I’m not always a huge fan of to-do lists and techniques, but here are five quick things you can try to get out of that spiritual slump.
1) Take a walk, talk with God.
It’s hard to pray even in our own homes because we’re so connected to everything. Leave the phone inside and walk the neighborhood. Talk with Him. Tell Him about your day, what’s been on your mind, what’s bothering you. Thank Him for the trees and the breeze and the sun. It’ll be good times.
2) Sing praise as loud as possible.
Take a drive and put on your favorite praise songs. It might take a while, but after a few songs you’ll end up singing all slobbery at the top of your lungs. Let it happen. If you have access to your church, get into your sanctuary and sing with the guitar, or just play a few songs through the speakers. Sing to Him.
3) Read one of Paul’s letters.
It can be really tough to read Scripture because it gets so intimidating, but even if you don’t understand the biblical history or grammar or vocabulary, there will always be something you do understand. Start with Philippians or Ephesians or Colossians. If you want to read one of the gospel accounts, try John. There will be some weird awkward verses you might have trouble with, but that’s okay. There will be a lot you’ll encouraged by too.
4) Hang out with an older Christian.
Musicians become better when they hang out with better musicians. Athletes get better when they’re near better athletes. And so Christians grow by soaking in with wise brothers and sisters in Christ.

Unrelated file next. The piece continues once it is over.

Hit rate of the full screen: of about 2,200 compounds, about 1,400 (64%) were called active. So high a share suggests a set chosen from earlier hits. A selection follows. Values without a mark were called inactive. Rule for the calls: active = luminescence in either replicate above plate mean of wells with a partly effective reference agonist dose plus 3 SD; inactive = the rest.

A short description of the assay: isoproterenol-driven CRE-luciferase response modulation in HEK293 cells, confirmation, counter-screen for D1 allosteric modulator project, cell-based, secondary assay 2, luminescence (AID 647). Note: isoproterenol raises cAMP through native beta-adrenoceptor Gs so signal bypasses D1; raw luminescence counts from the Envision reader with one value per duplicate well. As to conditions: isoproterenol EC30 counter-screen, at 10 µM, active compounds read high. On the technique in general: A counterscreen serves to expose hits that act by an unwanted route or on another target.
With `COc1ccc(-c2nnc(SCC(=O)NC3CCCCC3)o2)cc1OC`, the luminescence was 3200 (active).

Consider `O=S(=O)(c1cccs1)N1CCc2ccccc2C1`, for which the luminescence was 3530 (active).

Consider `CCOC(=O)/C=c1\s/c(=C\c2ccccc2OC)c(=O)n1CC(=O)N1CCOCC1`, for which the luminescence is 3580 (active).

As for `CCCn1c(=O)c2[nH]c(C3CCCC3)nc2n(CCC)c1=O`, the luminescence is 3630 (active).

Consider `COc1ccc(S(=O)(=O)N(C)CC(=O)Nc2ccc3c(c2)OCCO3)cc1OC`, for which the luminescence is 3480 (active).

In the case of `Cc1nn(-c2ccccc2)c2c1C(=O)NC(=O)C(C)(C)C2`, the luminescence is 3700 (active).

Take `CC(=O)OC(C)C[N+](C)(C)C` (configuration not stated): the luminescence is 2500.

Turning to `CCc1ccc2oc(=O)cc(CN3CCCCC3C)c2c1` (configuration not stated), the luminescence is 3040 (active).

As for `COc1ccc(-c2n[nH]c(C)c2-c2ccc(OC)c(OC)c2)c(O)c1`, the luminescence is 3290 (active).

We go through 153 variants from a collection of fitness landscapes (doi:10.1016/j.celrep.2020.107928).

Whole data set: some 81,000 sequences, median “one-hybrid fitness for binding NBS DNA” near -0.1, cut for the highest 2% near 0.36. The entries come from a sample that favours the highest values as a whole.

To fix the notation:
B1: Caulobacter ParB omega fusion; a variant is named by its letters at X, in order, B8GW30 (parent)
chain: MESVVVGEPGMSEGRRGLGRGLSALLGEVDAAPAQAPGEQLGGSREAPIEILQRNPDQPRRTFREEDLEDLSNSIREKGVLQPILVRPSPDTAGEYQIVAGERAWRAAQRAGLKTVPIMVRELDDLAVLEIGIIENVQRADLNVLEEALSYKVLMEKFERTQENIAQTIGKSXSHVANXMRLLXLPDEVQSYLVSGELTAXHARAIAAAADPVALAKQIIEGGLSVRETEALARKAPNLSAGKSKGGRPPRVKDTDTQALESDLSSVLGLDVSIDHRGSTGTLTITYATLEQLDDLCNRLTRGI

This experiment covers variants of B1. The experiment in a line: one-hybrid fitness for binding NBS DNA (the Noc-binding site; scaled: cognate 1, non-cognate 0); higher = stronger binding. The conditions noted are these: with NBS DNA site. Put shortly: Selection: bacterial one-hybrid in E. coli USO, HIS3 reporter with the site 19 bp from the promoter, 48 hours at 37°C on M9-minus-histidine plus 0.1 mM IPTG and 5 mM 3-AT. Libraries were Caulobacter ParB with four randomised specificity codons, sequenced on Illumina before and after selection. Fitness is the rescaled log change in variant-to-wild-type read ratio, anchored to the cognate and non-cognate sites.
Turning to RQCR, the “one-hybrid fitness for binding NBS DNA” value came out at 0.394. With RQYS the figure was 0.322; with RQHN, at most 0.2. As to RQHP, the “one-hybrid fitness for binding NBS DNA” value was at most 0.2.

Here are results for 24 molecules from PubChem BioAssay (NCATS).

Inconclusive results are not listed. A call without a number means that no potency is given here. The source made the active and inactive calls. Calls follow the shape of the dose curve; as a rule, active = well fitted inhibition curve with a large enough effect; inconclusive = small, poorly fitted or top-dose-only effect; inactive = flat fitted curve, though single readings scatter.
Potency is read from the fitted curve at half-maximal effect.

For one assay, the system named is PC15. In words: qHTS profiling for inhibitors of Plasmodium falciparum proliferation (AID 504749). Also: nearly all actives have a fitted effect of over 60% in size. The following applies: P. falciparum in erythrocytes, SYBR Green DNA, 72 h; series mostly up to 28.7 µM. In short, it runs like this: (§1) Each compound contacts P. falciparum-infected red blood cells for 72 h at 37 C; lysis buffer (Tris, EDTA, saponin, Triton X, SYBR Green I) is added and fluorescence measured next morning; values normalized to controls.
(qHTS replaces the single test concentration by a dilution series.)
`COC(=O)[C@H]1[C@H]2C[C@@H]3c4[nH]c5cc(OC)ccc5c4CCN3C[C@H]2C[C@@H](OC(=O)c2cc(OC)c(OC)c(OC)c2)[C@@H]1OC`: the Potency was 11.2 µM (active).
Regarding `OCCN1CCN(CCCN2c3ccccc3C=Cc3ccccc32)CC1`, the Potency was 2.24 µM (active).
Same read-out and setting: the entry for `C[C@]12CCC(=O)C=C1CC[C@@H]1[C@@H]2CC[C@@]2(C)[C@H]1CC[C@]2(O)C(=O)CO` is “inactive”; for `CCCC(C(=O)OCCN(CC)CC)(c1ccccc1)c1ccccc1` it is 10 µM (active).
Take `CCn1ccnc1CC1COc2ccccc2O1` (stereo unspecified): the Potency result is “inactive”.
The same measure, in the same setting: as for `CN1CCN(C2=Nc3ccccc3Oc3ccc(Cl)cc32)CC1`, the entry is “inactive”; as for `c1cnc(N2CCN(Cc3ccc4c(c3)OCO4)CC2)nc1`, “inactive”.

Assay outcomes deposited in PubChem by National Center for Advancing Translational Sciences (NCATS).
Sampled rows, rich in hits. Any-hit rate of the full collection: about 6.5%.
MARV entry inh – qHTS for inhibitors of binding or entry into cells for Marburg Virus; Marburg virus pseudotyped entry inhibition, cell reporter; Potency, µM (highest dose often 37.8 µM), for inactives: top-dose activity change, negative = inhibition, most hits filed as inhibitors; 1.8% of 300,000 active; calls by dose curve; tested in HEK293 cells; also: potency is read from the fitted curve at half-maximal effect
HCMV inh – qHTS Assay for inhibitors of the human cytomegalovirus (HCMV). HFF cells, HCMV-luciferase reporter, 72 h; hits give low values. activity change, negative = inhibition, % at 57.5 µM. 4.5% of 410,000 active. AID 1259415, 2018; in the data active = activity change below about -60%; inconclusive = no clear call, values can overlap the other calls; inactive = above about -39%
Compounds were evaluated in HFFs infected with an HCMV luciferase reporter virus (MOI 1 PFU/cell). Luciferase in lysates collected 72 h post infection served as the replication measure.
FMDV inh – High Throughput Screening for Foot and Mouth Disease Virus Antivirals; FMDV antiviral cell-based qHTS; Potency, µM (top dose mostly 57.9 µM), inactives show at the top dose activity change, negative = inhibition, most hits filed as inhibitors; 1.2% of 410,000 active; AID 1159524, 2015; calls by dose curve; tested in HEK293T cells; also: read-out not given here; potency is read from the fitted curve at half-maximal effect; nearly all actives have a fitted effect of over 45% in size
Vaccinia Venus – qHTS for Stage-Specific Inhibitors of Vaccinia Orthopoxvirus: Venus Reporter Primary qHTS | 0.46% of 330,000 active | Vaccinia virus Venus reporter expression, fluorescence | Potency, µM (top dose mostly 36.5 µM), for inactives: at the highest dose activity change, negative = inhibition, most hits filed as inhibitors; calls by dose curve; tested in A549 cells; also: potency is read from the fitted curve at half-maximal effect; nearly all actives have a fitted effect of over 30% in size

I absolutely love hanging out with mature Christians, not simply because of what they can do, but because I’m so amazed by their stories and their struggles and how God is moving in their lives. So many older Christians are just looking for younger ones to pour into, and maybe that’s you. It’s okay if they’re seventy years old or they’re totally different than you. Find a mentor, stay connected, listen and learn.
5) Create something.
Whether it’s journaling or drawing or dancing or singing or serving, we’re all created to create. As a pastor once told me: God made you uniquely you because He wanted to say something to the world that He couldn’t say through anyone else. It’s part of our divine DNA to create as our Creator does, to spin a unique original work of art into existence. And it doesn’t have to be for an audience. The audience is always a bonus: but the art is between you and God. He enjoys what you’re doing when you enjoy what you’re doing too.